By Robert Edwin Kelly
America’s accelerating sovereign debt crisis, much reduced force structure in Korea and low public opinion support for more interventions badly constrain its ability to meet its alliance commitments here, and many other places.
The probability of major U.S. assistance, on which Korea has built its security for two generations, is diminishing. Analysts need to be far more forthright about this. Call it the end of empire, retrenchment, or imperial overstretch, whatever, but the “age of austerity” is no longer deniable:
1. U.S. Forces in Korea (USFK) are now 28,500 servicemen, the smallest ever. In my experience, Koreans expect America would land a large army to fight a conventional war like last time. Yet America’s total land forces comprise less than 600,000 soldiers today, and 10 years of the global war on terrorism has worn down the force. Any ground war will be born mostly by the ROK army this time.
2. U.S. tactical nuclear weapons were removed from Korea 20 years ago, after the Cold War. Given North Korea’s nuclear program, the ROK elite have been hinting recently that they might like to see them come back or at least discuss it. The U.S. has rejected this.
3. The Combined Forces Command (CFC) is still scheduled for abolition. CFC places wartime authority in Korea over both U.S. and Korean forces with a U.S. general. This is widely viewed in Korea as a signal of U.S. commitment to the South’s defense. Because of the North’s recent behavior, Seoul has made noises about retaining this, but the U.S. has held firm that it too will go.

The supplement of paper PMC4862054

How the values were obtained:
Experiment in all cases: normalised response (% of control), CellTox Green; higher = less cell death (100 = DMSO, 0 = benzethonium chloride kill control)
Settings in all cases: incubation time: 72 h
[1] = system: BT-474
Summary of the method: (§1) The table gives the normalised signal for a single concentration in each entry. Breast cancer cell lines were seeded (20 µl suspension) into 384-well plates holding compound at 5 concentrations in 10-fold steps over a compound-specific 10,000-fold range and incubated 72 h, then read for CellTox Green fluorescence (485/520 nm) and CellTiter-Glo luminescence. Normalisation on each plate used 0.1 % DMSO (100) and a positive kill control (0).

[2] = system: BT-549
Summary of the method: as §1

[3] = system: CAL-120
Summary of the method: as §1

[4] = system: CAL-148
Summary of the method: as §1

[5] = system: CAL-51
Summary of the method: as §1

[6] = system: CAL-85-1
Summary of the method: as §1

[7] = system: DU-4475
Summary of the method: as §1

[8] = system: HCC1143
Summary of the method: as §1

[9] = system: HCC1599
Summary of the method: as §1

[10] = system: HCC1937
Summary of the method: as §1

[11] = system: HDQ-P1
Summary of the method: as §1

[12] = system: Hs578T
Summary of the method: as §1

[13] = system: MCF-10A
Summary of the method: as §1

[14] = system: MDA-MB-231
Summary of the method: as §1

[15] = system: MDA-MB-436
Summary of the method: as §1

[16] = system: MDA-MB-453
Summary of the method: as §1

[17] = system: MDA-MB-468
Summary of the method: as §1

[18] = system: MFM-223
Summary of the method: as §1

4. U.S. public opinion surveys from the Chicago Council of Global Affairs find only 40 to 45 percent of Americans actually want to fight in South Korea if a war comes: “Americans also show an inclination to take a hands-off approach to confrontations between North and South Korea.” This should not surprise anyone given American exhaustion from its war on terrorism.
Consider the current Libya intervention. It is mostly an “inside-the-Beltway” affair; U.S. public opinion support for it is tepid. As a result, U.S. involvement is very light. Obama is badly constrained by huge U.S. public reticence to fight yet another big war ― which a Korean conflict would probably be. Libya is far more likely to be the U.S. model in Korea than a re-run of 60 years ago.
5. The USFK is being relocated away from the demilitarized zone (DMZ) to Pyeongtaek. Seoul is the obvious target in any serious conflict, so USFK’s placement between the North Korean army and its ally’s capital signaled strong American commitment, both reassuring the South and deterring the North.
Any combat at the DMZ would immediately pull in U.S. soldiers. Emotionally provocative images of American servicemen fighting and dying would enrage U.S. public opinion and help catalyze or “chain-gang” U.S. participation in an otherwise unwanted and potentially very costly war. The USFK DMZ “tripwire” firmed up the U.S. commitment to the fight. U.S. forces south of Seoul reduce American exposure, giving the White House “wiggle room” it did not have before.